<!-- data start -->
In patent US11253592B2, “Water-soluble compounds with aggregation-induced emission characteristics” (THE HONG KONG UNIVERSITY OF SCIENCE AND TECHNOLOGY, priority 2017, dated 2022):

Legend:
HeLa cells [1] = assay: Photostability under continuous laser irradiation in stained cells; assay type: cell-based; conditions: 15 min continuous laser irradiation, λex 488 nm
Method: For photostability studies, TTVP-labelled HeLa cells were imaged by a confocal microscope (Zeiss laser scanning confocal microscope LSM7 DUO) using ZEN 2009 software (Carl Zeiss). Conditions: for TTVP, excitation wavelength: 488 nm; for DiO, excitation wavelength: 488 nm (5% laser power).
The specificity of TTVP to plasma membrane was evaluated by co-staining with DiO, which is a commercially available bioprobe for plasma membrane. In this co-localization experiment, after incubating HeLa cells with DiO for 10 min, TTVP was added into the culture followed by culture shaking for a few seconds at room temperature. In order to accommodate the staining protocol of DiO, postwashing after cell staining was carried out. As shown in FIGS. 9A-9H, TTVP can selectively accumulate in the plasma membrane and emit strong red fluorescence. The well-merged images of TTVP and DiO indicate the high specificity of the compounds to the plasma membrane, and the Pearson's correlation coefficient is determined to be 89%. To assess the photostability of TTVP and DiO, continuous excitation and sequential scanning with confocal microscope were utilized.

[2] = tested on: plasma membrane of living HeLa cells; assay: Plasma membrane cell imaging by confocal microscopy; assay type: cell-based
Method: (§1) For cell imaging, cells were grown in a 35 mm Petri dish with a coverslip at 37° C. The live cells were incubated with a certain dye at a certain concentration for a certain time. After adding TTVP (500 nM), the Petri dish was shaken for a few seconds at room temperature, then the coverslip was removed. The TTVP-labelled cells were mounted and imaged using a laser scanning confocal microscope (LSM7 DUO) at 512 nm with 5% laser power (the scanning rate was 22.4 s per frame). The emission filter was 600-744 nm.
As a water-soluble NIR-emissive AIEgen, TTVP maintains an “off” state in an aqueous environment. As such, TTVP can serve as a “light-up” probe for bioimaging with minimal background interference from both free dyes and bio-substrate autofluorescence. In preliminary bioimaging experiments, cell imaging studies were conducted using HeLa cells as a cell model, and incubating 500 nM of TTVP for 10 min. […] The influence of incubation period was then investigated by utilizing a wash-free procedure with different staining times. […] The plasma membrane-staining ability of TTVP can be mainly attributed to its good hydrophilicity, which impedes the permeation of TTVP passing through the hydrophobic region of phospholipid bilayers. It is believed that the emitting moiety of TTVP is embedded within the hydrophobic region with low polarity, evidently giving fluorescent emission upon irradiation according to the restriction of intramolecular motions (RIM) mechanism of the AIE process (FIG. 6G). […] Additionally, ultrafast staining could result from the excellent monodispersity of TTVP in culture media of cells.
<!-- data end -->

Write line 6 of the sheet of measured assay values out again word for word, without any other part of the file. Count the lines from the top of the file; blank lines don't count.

[2] = tested on: plasma membrane of living HeLa cells; assay: Plasma membrane cell imaging by confocal microscopy; assay type: cell-based